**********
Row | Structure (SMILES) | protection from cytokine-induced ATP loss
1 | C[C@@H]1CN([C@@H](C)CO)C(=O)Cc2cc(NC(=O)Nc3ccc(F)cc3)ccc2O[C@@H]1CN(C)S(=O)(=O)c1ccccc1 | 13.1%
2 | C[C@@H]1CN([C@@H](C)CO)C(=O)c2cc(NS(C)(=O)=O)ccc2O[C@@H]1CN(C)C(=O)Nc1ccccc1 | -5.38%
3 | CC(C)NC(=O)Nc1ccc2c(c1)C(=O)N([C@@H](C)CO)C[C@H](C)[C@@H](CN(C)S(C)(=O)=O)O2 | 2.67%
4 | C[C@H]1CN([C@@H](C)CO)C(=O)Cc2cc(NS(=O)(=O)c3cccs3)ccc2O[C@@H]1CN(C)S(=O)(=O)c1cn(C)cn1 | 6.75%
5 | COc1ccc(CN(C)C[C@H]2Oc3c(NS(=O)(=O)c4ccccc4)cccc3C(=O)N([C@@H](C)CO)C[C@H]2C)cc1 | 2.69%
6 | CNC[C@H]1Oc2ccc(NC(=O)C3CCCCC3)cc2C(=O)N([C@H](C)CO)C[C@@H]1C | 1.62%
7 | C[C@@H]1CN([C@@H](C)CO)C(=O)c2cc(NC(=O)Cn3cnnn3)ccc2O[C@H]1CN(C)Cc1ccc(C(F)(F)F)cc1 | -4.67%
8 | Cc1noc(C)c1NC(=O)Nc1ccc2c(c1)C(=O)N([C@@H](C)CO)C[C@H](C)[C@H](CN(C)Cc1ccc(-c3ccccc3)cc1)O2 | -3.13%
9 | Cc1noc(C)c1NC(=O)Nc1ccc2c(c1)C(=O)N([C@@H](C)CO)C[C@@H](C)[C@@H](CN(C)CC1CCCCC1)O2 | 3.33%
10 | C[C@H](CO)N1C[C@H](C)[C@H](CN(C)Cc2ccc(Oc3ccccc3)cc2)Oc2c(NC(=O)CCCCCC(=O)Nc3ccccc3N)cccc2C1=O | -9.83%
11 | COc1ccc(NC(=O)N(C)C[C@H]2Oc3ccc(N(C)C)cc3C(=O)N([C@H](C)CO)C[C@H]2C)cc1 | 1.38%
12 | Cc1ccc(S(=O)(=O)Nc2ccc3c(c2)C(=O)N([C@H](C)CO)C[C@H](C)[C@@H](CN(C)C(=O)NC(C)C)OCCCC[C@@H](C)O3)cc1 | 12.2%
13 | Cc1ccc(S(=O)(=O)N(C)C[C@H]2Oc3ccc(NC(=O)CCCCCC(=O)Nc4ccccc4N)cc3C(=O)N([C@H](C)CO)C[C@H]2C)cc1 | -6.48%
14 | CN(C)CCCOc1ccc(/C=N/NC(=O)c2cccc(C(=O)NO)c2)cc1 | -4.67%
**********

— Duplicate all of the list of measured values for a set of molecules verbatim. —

Row | Structure (SMILES) | protection from cytokine-induced ATP loss
1 | C[C@@H]1CN([C@@H](C)CO)C(=O)Cc2cc(NC(=O)Nc3ccc(F)cc3)ccc2O[C@@H]1CN(C)S(=O)(=O)c1ccccc1 | 13.1%
2 | C[C@@H]1CN([C@@H](C)CO)C(=O)c2cc(NS(C)(=O)=O)ccc2O[C@@H]1CN(C)C(=O)Nc1ccccc1 | -5.38%
3 | CC(C)NC(=O)Nc1ccc2c(c1)C(=O)N([C@@H](C)CO)C[C@H](C)[C@@H](CN(C)S(C)(=O)=O)O2 | 2.67%
4 | C[C@H]1CN([C@@H](C)CO)C(=O)Cc2cc(NS(=O)(=O)c3cccs3)ccc2O[C@@H]1CN(C)S(=O)(=O)c1cn(C)cn1 | 6.75%
5 | COc1ccc(CN(C)C[C@H]2Oc3c(NS(=O)(=O)c4ccccc4)cccc3C(=O)N([C@@H](C)CO)C[C@H]2C)cc1 | 2.69%
6 | CNC[C@H]1Oc2ccc(NC(=O)C3CCCCC3)cc2C(=O)N([C@H](C)CO)C[C@@H]1C | 1.62%
7 | C[C@@H]1CN([C@@H](C)CO)C(=O)c2cc(NC(=O)Cn3cnnn3)ccc2O[C@H]1CN(C)Cc1ccc(C(F)(F)F)cc1 | -4.67%
8 | Cc1noc(C)c1NC(=O)Nc1ccc2c(c1)C(=O)N([C@@H](C)CO)C[C@H](C)[C@H](CN(C)Cc1ccc(-c3ccccc3)cc1)O2 | -3.13%
9 | Cc1noc(C)c1NC(=O)Nc1ccc2c(c1)C(=O)N([C@@H](C)CO)C[C@@H](C)[C@@H](CN(C)CC1CCCCC1)O2 | 3.33%
10 | C[C@H](CO)N1C[C@H](C)[C@H](CN(C)Cc2ccc(Oc3ccccc3)cc2)Oc2c(NC(=O)CCCCCC(=O)Nc3ccccc3N)cccc2C1=O | -9.83%
11 | COc1ccc(NC(=O)N(C)C[C@H]2Oc3ccc(N(C)C)cc3C(=O)N([C@H](C)CO)C[C@H]2C)cc1 | 1.38%
12 | Cc1ccc(S(=O)(=O)Nc2ccc3c(c2)C(=O)N([C@H](C)CO)C[C@H](C)[C@@H](CN(C)C(=O)NC(C)C)OCCCC[C@@H](C)O3)cc1 | 12.2%
13 | Cc1ccc(S(=O)(=O)N(C)C[C@H]2Oc3ccc(NC(=O)CCCCCC(=O)Nc4ccccc4N)cc3C(=O)N([C@H](C)CO)C[C@H]2C)cc1 | -6.48%
14 | CN(C)CCCOc1ccc(/C=N/NC(=O)c2cccc(C(=O)NO)c2)cc1 | -4.67%